WD Colledge is happy to announce that we will be representing the new Middleby beverage companies. From bar and beverage automation to the best coffee makers available in the commercial market, we're your one stop resource to all things beverage.
While the COVID-19 crisis has certainly changed several aspects of beverage service in Canada -- in large part the ways in which they are delivered to customers -- the trends we saw at the beginning of the year are still just as relevant as ever. In some cases, you could even argue beverages are even more accessible than food in 2020, simply because of their portability for takeout and delivery scenarios.
One of the biggest and hottest trends in the foodservice industry is a move towards smaller kitchens and larger seating areas. As business owners and operators search for creative ways to increase sales and profits, one of the hottest products in the industry is ventless cooking equipment.
One of the hottest food trends in recent years involves the explosion of a dish known as Nashville hot chicken. As you can probably guess, this dish started out in Nashville, Tennessee. Today, however, restaurants across North America have rushed to jump on the hot chicken bandwagon — with mixed results.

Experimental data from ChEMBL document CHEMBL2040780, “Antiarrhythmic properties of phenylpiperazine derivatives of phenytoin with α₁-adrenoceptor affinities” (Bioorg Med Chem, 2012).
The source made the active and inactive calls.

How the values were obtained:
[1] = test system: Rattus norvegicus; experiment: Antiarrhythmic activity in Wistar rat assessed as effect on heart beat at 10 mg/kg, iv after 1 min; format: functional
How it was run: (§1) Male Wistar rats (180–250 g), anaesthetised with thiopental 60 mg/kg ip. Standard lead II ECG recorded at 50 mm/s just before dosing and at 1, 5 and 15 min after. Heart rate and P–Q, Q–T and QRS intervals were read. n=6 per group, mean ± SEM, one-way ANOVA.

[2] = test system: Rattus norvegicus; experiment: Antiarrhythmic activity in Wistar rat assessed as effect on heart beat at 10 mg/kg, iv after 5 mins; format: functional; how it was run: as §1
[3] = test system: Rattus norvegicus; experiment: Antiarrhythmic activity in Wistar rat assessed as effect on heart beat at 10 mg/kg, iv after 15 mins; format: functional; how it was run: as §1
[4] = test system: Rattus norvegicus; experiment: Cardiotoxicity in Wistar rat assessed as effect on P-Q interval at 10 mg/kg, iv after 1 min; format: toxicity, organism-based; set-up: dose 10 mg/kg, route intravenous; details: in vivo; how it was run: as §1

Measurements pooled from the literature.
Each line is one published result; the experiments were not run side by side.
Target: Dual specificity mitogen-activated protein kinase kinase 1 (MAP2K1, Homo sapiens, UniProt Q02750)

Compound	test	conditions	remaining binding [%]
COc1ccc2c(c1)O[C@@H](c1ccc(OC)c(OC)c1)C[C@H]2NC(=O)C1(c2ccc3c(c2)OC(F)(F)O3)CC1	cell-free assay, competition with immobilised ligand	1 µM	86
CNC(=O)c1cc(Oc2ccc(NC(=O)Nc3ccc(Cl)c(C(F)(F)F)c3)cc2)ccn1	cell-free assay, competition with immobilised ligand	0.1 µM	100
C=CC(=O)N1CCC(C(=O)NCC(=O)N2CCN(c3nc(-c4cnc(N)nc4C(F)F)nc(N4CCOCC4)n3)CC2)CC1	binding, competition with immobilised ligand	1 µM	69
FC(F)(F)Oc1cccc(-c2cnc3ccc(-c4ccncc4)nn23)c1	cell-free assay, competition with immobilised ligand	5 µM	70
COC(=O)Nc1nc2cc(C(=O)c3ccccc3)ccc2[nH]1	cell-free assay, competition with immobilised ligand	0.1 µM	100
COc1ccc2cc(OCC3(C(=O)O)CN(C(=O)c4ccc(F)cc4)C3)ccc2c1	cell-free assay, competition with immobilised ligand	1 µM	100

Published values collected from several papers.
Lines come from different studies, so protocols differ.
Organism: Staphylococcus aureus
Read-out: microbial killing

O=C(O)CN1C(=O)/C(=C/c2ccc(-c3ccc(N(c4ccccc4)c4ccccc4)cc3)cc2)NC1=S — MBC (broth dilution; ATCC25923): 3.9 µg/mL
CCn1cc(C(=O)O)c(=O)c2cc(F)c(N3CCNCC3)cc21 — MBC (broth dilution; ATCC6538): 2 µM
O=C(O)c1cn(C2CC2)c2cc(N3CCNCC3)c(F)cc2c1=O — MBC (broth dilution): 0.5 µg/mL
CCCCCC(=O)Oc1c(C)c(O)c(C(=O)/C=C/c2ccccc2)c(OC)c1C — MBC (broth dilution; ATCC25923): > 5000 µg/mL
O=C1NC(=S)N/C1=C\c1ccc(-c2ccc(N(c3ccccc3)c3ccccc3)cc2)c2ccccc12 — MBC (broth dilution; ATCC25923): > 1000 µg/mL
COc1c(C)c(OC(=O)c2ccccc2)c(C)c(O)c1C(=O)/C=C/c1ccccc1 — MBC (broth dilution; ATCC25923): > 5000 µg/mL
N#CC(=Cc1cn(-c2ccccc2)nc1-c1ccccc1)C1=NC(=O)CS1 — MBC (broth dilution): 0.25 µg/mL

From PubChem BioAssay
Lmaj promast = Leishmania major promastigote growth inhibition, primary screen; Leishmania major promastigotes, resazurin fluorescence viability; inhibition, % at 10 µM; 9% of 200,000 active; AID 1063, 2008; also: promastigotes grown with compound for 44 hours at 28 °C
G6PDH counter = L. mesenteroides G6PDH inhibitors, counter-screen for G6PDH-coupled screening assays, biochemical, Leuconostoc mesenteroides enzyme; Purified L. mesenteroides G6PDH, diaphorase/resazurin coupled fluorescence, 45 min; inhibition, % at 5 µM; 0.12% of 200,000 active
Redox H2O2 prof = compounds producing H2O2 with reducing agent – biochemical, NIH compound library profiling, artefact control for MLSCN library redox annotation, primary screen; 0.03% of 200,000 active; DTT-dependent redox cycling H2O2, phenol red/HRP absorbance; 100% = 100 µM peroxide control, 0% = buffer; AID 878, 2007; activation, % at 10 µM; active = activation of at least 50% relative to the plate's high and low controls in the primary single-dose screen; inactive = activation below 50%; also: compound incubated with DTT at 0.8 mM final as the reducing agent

To thrive in the rapidly changing food service market, businesses must stay on top of what's new and newsworthy. The only way to be successful and remain relevant is to look ahead to what your clients' customer base expects, and provide products or services tailored to those trends.
According to studies released last year by Dalhousie University, Canadians are becoming more and more, well, rooted, in a plant-based diet. The study shows that nearly 10 percent of the entire country considers themselves to be vegetarian or vegan.
This is a staggering number when you think about it. One in ten Canadians is committed to plant-based diets in one form or another. But it’s even more interesting when you dig into who that one in ten Canadian is.